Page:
An Introduction to U. G. and his Teaching


J.S.R.L.Narayana Moorty

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U. G. Krishnamurti was born in Andhra Pradesh in 1918. He studied Philosophy in Madras University. He had early training in the scriptures and meditation. His quest, like many before, was spiritual--to realize the Self. He is indeed said to have attained Nirvikalpa Samadhi. Notwithstanding, his quest remained.

U. G., as he likes to be called, did meet some holy men of his time: particularly Sri Ramana Maharshi, with whom he had a brief conversation, and J. Krishnamurti. He himself grew up in the Theosophical environment which included J. Krishnamurti. At one time he had a series of conversations with the latter for forty days in a row. Not being satisfied with Krishnamurti's answers to his questions, he left vowing never to return.

Because of family inheritance he never had to work. He went to the U. S. in the `50s seeking treatment for an illness of his son. (That son died recently in Bombay). He lectured in the U. S. for the Theosophical Society on Indian culture.

Personally he was a "misfit", an unadjusted man. This led to family troubles. His family was sent back to India, his wife died in a mental asylum, and he never met the rest of his family until many years later. Meanwhile he was totally lost, drifting from place to place. Being financially and in every way broke, he ended up at the Indian embassy in Geneva, Switzerland, requesting a "lift" to India. A Swiss lady who worked there called Valentine DeKerven gave him shelter and became a lifelong friend, traveling companion and benefactor of U. G. Now 87 and no longer able to travel, Valentine lives in Bangalore, South India.

In 1967, returning from listening to a talk given by J. Krishnamurti, in Saanen, Switzerland, U. G.'s transformation process began and went on for several days. He calls it "Calamity" for lack of a better term.* Since then he has been traveling around the world, and talking informally to people. He does not get up on a platform and give lectures, for, he says,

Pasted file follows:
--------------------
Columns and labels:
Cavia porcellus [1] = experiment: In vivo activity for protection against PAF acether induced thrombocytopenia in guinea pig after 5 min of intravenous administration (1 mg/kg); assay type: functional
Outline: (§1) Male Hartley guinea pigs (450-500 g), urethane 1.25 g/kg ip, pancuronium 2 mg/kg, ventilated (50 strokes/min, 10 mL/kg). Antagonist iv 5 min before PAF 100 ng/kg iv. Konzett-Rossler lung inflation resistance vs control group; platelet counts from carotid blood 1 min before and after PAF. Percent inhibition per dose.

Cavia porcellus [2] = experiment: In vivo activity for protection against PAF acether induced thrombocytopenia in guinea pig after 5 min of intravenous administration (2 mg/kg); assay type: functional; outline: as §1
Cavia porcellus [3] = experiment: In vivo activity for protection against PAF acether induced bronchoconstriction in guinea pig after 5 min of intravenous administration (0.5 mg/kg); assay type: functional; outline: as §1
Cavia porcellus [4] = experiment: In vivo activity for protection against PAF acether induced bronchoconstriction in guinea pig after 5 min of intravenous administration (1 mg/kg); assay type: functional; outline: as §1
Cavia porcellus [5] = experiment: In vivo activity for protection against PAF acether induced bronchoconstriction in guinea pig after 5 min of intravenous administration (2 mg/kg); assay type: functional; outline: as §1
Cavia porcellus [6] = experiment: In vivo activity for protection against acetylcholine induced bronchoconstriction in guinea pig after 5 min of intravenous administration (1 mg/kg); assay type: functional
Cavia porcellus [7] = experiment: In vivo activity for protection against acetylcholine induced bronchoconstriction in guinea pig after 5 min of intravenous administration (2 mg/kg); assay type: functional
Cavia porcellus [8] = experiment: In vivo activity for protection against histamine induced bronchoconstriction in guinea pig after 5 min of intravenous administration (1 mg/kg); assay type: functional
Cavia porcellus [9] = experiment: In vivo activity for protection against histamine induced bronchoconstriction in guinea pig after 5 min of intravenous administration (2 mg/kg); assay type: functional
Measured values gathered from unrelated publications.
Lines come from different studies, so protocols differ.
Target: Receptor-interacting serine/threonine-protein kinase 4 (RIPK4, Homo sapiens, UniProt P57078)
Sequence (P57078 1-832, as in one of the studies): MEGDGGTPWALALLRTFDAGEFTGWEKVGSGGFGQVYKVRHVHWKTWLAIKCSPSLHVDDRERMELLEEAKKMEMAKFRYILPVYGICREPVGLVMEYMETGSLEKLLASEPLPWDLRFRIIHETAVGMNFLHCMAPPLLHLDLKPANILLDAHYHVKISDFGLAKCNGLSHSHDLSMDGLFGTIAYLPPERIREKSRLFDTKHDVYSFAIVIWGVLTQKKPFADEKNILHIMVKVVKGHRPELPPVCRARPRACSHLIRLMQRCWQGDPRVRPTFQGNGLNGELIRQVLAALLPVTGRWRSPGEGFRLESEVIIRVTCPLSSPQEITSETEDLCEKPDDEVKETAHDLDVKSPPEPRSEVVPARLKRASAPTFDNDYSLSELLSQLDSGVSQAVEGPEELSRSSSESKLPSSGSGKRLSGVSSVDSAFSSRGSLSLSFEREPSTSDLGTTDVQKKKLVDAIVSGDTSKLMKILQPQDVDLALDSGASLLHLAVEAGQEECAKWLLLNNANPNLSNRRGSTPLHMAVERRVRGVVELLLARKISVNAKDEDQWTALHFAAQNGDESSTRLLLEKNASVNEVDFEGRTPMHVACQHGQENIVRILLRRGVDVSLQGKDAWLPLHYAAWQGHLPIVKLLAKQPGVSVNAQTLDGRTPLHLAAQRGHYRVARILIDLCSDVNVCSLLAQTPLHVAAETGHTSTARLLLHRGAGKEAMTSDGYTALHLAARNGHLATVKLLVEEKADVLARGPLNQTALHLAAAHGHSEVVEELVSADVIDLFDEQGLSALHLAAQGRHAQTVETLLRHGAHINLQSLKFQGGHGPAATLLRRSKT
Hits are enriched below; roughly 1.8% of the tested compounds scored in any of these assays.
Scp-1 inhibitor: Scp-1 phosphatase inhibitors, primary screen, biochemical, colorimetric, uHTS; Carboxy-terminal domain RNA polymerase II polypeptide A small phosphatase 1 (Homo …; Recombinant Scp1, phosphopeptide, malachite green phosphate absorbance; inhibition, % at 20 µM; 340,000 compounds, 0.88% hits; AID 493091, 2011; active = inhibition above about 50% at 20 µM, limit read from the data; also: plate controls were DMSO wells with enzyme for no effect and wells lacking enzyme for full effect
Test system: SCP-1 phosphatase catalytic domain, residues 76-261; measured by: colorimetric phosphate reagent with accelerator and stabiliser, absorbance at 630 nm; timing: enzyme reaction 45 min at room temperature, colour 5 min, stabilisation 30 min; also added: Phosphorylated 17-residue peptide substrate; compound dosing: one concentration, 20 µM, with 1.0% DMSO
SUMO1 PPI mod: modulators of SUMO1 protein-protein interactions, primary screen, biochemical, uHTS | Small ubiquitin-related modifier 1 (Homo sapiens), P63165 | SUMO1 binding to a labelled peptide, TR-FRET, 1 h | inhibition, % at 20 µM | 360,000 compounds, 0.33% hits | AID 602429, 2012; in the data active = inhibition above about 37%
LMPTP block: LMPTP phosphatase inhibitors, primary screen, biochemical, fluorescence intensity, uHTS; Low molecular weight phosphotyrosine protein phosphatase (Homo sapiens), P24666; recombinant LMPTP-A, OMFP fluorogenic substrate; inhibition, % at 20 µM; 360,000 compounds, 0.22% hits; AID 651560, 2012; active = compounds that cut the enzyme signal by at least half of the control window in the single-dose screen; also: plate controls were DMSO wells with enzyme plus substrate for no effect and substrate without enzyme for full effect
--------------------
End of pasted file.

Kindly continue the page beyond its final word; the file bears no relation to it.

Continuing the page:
* U. G. himself rejects the notion of transformation: "There is nothing to be transformed, no psyche to revolutionize, and no awareness you can use to improve or change yourself." He says: "I have searched everywhere to find an answer to my question, " Is there enlightenment?", but have never questioned the search itself. Because I have assumed that goal, enlightenment, exists, I have had to search, and it is the search itself which has been choking me and keeping me out of my natural state. There is no such thing as spiritual or psychological enlightenment because there is no such thing as spirit or psyche at all. I have been a damn fool all my life, searching for something which does not exist. My search is at an end." (From the Mystique of Enlightenment.)


he has nothing to offer. Two books of conversations with him have come out, The Mystique of Enlightenment (edited by Rodney Arms and published by Dinesh Vaghela, Cemetile Corp. in Goa in 1982), Mind is a Myth (edited by Terry Newland and published by the same publisher in 1988), and Thought is Your Enemy (edited by Antony Paul Frank Noronha and published by Sowmya Publishers, Bangalore in 1990).

After his transformation, he has no "biography" to report, for he lives so much in the "moment" that one cannot say there is one continuous person. People around him have a lot to say about him, but none of that can be fit into any consistent picture about him. So, read on....

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U. G. often says that you cannot separate yourself from what you listen to or look at, probably meaning that your preconceptions and expectations are all built into what you think you are listening to or looking at. This is particularly true when we listen to U. G. talking. We normally hear in U. G.'s talks only those things which interest us, give us hope, give us something which we can turn into a recipe for living, something which will give us happiness or enlightenment. The mere fact that we even treat him as a teacher and listen to him with attention and reverence reveals that we are after some kind of transformation which we hope to receive by using what he says. Unfortunately for us, U. G. frustrates us right at the very first step.

U. G. says there is nothing you can do to change your present condition because whatever you are now, your confusions, problems, conflicts, violence, are all products of thought and self-consciousness. Any attempt on your part to change the given is born out of thought, and whatever thought does only perpetuates and strengthens itself and the knowledge it has, but does not make you free from them.